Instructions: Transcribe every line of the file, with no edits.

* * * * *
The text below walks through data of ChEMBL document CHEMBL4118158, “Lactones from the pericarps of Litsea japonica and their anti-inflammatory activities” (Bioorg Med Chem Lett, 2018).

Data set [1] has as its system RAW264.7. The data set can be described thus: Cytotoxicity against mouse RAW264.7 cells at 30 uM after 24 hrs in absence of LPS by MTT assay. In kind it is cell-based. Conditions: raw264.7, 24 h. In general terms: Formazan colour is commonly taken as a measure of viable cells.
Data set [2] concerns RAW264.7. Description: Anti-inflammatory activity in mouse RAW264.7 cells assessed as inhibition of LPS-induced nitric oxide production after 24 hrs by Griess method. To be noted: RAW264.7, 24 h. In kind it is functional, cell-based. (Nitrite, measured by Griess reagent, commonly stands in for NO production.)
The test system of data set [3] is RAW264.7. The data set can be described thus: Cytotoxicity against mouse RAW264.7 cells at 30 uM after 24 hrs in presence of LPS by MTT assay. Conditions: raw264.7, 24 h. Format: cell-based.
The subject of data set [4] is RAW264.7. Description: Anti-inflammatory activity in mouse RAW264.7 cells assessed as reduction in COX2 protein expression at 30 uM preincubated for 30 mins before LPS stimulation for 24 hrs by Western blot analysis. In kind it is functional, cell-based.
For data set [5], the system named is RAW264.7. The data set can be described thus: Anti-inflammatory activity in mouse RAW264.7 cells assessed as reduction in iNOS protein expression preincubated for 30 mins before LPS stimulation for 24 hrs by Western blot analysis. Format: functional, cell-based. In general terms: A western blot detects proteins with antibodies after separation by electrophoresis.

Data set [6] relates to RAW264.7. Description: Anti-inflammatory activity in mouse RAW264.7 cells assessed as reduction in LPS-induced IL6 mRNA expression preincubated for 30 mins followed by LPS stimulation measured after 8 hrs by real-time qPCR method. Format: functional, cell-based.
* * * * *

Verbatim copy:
The text below walks through data of ChEMBL document CHEMBL4118158, “Lactones from the pericarps of Litsea japonica and their anti-inflammatory activities” (Bioorg Med Chem Lett, 2018).

Data set [1] has as its system RAW264.7. The data set can be described thus: Cytotoxicity against mouse RAW264.7 cells at 30 uM after 24 hrs in absence of LPS by MTT assay. In kind it is cell-based. Conditions: raw264.7, 24 h. In general terms: Formazan colour is commonly taken as a measure of viable cells.
Data set [2] concerns RAW264.7. Description: Anti-inflammatory activity in mouse RAW264.7 cells assessed as inhibition of LPS-induced nitric oxide production after 24 hrs by Griess method. To be noted: RAW264.7, 24 h. In kind it is functional, cell-based. (Nitrite, measured by Griess reagent, commonly stands in for NO production.)
The test system of data set [3] is RAW264.7. The data set can be described thus: Cytotoxicity against mouse RAW264.7 cells at 30 uM after 24 hrs in presence of LPS by MTT assay. Conditions: raw264.7, 24 h. Format: cell-based.
The subject of data set [4] is RAW264.7. Description: Anti-inflammatory activity in mouse RAW264.7 cells assessed as reduction in COX2 protein expression at 30 uM preincubated for 30 mins before LPS stimulation for 24 hrs by Western blot analysis. In kind it is functional, cell-based.
For data set [5], the system named is RAW264.7. The data set can be described thus: Anti-inflammatory activity in mouse RAW264.7 cells assessed as reduction in iNOS protein expression preincubated for 30 mins before LPS stimulation for 24 hrs by Western blot analysis. Format: functional, cell-based. In general terms: A western blot detects proteins with antibodies after separation by electrophoresis.

Data set [6] relates to RAW264.7. Description: Anti-inflammatory activity in mouse RAW264.7 cells assessed as reduction in LPS-induced IL6 mRNA expression preincubated for 30 mins followed by LPS stimulation measured after 8 hrs by real-time qPCR method. Format: functional, cell-based.